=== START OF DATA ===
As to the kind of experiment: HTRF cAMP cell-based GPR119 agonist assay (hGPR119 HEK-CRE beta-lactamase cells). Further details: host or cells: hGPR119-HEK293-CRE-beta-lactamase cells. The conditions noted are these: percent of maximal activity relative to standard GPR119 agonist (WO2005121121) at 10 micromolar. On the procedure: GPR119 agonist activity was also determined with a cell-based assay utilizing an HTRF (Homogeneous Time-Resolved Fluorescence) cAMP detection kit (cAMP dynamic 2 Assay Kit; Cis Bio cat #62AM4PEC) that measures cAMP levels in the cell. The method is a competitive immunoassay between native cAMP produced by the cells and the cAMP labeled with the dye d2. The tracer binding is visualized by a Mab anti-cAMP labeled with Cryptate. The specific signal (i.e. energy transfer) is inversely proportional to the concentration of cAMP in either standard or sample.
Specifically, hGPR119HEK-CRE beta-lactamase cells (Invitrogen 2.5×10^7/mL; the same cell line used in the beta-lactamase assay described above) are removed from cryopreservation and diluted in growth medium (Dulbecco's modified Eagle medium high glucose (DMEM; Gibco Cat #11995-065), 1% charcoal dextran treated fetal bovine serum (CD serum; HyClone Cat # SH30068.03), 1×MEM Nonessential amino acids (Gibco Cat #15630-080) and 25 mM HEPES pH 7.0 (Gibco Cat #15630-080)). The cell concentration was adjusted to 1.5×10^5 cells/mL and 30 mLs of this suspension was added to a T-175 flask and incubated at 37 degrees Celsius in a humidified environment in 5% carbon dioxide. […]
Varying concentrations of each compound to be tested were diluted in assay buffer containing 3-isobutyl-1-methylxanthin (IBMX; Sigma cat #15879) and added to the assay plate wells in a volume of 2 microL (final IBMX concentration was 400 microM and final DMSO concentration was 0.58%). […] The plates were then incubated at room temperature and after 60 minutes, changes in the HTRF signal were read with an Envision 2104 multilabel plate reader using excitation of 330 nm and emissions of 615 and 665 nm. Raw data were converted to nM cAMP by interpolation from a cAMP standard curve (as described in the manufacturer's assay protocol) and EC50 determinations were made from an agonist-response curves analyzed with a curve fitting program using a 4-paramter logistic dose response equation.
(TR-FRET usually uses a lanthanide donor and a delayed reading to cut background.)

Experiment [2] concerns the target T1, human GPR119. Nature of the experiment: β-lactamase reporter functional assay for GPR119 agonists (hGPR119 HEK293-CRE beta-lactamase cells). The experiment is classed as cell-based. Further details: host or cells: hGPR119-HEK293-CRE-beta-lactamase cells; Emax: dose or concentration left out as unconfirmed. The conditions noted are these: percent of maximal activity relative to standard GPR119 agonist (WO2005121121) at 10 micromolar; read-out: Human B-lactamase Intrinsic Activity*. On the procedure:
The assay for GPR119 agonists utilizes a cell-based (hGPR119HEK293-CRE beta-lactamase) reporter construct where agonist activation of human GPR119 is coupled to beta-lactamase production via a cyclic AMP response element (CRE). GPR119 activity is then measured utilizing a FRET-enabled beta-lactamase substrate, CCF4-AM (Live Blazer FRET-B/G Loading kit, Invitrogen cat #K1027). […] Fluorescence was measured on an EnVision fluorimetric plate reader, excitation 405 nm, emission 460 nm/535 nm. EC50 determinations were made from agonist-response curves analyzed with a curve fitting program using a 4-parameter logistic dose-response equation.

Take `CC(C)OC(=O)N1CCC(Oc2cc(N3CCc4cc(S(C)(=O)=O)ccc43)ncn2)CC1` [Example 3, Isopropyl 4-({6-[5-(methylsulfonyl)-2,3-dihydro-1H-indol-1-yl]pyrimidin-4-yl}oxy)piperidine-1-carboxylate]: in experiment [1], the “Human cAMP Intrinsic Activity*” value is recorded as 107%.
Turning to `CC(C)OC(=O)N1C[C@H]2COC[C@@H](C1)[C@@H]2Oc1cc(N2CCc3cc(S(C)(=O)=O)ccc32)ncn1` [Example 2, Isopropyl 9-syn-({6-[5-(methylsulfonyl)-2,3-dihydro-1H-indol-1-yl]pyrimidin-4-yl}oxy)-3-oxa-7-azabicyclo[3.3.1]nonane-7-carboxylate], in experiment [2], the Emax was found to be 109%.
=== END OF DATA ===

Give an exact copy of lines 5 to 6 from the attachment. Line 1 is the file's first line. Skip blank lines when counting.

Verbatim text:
Experiment [2] concerns the target T1, human GPR119. Nature of the experiment: β-lactamase reporter functional assay for GPR119 agonists (hGPR119 HEK293-CRE beta-lactamase cells). The experiment is classed as cell-based. Further details: host or cells: hGPR119-HEK293-CRE-beta-lactamase cells; Emax: dose or concentration left out as unconfirmed. The conditions noted are these: percent of maximal activity relative to standard GPR119 agonist (WO2005121121) at 10 micromolar; read-out: Human B-lactamase Intrinsic Activity*. On the procedure:
The assay for GPR119 agonists utilizes a cell-based (hGPR119HEK293-CRE beta-lactamase) reporter construct where agonist activation of human GPR119 is coupled to beta-lactamase production via a cyclic AMP response element (CRE). GPR119 activity is then measured utilizing a FRET-enabled beta-lactamase substrate, CCF4-AM (Live Blazer FRET-B/G Loading kit, Invitrogen cat #K1027). […] Fluorescence was measured on an EnVision fluorimetric plate reader, excitation 405 nm, emission 460 nm/535 nm. EC50 determinations were made from agonist-response curves analyzed with a curve fitting program using a 4-parameter logistic dose-response equation.